Suffolk students prepare for closure of Government Center

Hang on for a minute...we're trying to find some more stories you might like.


Email This Story






(Photo by Melissa Hanson)

The Massachusetts Bay Transportation Authority (MBTA) has announced that on March 22, Government Center Station will be closing to start renovations in the station to accommodate the needs of the Americans with Disabilities Act (ADA) and the Boston Center for Independent Living (BCIL). It will reopen in spring 2016.

According to Boston Magazine, the Government Center Station Reconstruction Project upgrades will bring new escalators to the station, as well as LED signage, more security cameras, vendor space, and a new fare collection area. As the work begins, and carries through 2016, T officials said trains will pass through the station but will not stop. Riders will have to rely on walking a little further from surrounding stations, or taking shuttle buses provided by the transit agency.

Several Suffolk students use Government Center to get to their classes and anticipate the closure will greatly affect their commute.

“It is difficult for students that get off at Government Center, but I usually use it to get to Starbucks,” Ashley Bergeuin, a junior accounting major, said at the most recent Student Government Association and Program Council commuter social. “But, it’s a good thing to have renovations and if it makes a difference, two years isn’t so long but if it’s only to make it prettier, then it seems too long.”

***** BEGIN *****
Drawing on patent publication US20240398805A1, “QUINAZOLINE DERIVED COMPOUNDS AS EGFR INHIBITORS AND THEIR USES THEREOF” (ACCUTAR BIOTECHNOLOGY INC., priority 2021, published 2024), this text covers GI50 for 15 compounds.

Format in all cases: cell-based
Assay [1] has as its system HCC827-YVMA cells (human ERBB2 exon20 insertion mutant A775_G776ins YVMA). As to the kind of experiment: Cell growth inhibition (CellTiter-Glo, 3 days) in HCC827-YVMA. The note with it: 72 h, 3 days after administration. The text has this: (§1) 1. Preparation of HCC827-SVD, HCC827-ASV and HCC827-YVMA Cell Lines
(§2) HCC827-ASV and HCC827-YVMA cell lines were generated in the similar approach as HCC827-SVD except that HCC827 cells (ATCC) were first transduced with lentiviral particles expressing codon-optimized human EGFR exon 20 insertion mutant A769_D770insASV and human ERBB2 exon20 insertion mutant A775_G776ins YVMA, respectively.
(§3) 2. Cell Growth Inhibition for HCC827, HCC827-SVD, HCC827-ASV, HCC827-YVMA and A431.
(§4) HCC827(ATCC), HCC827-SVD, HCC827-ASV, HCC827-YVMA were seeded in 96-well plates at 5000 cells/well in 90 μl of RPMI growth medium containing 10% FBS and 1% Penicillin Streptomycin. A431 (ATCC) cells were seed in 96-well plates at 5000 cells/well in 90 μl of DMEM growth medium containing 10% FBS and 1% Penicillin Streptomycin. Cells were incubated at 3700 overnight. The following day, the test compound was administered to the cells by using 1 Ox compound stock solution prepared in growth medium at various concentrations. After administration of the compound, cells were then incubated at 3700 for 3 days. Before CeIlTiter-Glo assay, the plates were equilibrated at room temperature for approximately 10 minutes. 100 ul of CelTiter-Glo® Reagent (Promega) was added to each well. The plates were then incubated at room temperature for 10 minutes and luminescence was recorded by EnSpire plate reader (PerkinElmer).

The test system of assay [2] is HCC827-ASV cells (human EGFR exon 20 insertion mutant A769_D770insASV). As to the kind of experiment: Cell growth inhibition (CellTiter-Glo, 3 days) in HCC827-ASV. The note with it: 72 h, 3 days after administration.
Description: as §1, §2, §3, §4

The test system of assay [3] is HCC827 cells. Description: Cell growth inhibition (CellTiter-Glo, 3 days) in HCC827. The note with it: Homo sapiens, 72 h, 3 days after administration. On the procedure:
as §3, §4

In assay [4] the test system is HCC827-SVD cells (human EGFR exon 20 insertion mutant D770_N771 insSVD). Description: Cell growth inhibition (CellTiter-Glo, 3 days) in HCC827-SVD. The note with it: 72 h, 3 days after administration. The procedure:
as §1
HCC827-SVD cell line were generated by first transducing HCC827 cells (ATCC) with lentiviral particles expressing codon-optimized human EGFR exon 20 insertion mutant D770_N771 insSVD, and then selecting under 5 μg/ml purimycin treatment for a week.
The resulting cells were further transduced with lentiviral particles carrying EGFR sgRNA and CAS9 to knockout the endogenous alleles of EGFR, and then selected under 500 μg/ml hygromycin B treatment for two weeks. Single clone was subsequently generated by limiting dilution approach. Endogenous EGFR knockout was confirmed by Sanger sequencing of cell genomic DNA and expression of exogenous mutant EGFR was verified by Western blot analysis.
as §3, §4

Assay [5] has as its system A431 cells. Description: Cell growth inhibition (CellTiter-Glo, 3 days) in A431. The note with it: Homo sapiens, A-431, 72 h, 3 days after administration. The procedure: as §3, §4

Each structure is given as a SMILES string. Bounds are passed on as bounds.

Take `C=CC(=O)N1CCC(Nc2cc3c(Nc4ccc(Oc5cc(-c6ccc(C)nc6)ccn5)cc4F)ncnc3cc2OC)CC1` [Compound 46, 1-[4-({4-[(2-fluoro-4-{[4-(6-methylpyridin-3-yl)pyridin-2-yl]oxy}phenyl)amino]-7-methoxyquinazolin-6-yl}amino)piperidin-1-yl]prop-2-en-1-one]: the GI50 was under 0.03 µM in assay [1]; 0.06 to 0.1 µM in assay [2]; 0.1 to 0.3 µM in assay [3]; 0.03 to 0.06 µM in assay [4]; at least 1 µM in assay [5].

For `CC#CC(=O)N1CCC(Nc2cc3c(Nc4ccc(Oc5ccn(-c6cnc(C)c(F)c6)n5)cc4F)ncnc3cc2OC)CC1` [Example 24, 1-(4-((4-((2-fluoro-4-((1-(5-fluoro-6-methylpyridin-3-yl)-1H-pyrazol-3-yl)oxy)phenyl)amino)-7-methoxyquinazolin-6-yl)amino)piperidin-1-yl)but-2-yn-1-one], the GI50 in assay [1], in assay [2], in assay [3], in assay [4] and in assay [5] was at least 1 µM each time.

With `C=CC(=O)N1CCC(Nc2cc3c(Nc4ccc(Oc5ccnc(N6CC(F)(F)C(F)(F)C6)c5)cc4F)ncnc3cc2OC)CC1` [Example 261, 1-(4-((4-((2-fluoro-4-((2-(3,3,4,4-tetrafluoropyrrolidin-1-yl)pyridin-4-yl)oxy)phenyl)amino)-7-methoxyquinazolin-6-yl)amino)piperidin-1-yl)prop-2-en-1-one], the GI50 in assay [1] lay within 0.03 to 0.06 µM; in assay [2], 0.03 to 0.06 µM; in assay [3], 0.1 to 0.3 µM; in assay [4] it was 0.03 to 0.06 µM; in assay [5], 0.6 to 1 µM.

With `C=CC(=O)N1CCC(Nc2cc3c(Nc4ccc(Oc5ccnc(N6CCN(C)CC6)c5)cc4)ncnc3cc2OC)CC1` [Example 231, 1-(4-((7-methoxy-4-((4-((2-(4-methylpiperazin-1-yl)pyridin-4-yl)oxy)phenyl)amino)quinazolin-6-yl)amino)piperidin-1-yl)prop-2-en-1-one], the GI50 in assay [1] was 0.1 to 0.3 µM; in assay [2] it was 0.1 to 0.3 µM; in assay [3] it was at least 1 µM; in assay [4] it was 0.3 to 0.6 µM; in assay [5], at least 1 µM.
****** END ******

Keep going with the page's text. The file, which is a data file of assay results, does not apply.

Some students had mixed opinions on the closure. Some were supportive of the impending closure while there were some who felt they did not have enough information on the renovation project.

“It depends on what they are doing and who they are hiring and what materials are being used in the construction,” said Samantha Yee, a senior finance major and legal minor. “It all depends on all those factors, if it’s too long or not because they could extend because of funding.”

However, at Suffolk, students can get help from the Off Campus Housing Office (OCHO). They can advise students on their daily commute and how they can get around Boston without the hassle of going through Government Center and getting lost because they have no alternative routes to go through Boston.

(Photo by Will Senar)

“It might be a big problem for freshmen and may force students to get off earlier and it can take it longer to get to class,” said Shampagne Robinson, a commuter ambassador at Suffolk. “Students can use the MBTA trip planner app so they can know where to go and the time it would take for their commute so they won’t get late or worse, lost.”

And for some freshmen, the news of the closure could not come at a worse time because some will be moving out of the dorms and will be choosing which neighborhoods they will be moving to.

“I was looking for an apartment in East Boston but it might not happen because they’re going to close the station for two years,” said Nikki Perry, a freshman psychology major, who was at the commuter social Tuesday.

The closure could not come at a worse time for East Boston, as its popularity among Suffolk students is growing.

“The renovations are necessary to accommodate others and timing is never right but it’s necessary and it’s not going to affect commuters too much,” Robinson said.

(Photo by Melissa Hanson)

Print Friendly, PDF & Email